The Carl Sagan Institute (CSI) is getting a boost from an unexpected source: Fiat Chrysler Automotive.
The company’s advertisement for its new Wrangler 4XE plug-in hybrid features the late Cornell astronomer Carl Sagan’s famous “Pale Blue Dot” monologue and images. And how it benefits CSI: For every view of the ad on Jeep’s YouTube channel, a donation will be made to the institute.
The donation arrangement was a requirement of Sagan’s widow, Ann Druyan – a long-time collaborator and careful steward of his legacy – when she gave permission for the ad. Druyan is a CSI board member and deeply believes in its mission, she noted at the CSI inaugural ceremony in 2015.
“Honoring Carl by empowering interdisciplinary scientists to search for the answers to his most passionate scientific questioning, seeking to share that understanding with the public, and finding in that knowledge applications to life-threatening dangers here on Earth – that’s a multi-leveled and highly accurate reflection of who Carl was,” she said.
Donations from the Jeep ad will provide initial funding for a new global climate model project at CSI. Lisa Kaltenegger, CSI director and associate professor of astronomy in the College of Arts and Sciences, and Toby Ault, associate professor of earth and atmospheric sciences in the College of Agriculture and Life Sciences, are co-principal investigators for the project.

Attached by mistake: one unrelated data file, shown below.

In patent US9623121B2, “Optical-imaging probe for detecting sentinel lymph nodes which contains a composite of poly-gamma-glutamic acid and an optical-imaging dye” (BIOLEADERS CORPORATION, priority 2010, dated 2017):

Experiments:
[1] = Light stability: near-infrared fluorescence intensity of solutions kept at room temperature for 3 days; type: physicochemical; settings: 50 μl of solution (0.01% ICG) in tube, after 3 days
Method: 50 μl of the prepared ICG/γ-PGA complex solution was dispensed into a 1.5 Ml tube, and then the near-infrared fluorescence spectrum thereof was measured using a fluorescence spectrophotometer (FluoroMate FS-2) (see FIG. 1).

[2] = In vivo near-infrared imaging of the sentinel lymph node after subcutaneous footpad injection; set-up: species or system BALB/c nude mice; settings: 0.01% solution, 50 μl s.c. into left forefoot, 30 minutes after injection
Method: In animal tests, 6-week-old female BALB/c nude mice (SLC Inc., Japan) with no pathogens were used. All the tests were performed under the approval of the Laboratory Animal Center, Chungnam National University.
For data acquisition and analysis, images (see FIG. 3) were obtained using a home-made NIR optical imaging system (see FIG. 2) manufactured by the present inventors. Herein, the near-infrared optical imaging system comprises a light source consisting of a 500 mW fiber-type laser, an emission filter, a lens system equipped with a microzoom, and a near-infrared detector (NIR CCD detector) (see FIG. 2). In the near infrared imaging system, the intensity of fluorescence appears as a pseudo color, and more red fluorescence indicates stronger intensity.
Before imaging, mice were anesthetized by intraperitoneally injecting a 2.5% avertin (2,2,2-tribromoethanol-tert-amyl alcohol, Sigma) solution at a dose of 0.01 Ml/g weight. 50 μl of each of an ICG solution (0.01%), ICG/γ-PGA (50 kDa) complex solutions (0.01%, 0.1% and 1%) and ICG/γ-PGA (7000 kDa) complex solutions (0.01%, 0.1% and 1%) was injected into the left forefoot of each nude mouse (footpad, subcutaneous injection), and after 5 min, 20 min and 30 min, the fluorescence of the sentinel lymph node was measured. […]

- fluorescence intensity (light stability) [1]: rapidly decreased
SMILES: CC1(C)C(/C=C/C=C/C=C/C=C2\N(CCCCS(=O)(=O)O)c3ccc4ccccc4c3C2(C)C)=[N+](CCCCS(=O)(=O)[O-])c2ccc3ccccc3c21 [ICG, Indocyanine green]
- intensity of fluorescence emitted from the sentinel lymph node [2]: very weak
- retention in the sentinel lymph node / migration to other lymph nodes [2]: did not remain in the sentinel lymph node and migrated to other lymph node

Donations will be made by either clicking on the YouTube ad or contributing directly at the CSI website, Kaltenegger said.
According to Ault and Kaltenegger, the CSI Climate Model (CSICM) will honor Sagan’s legacy by breaking down scientific and cultural barriers to climate modeling, running it in the cloud so it can be virtually accessed by anyone, anywhere. The model will include scalable grids to run simulations across a wide range of geographic resolution.
In a statement, Ault and Kaltenegger said CSICM “will allow both academic researchers at CSI and amateur scientists to take greater ownership in the underlying scientific process of understanding climate change … people are more likely to accept the science of climate change when they understand the science for themselves and on their own terms.”
The researchers hope their climate model’s large-scale, community-engaged scientific endeavor will help us understand the future of what Sagan famously described as “the only home we’ve ever known.”
Linda B. Glaser is the news and media relations manager for the College of Arts and Sciences.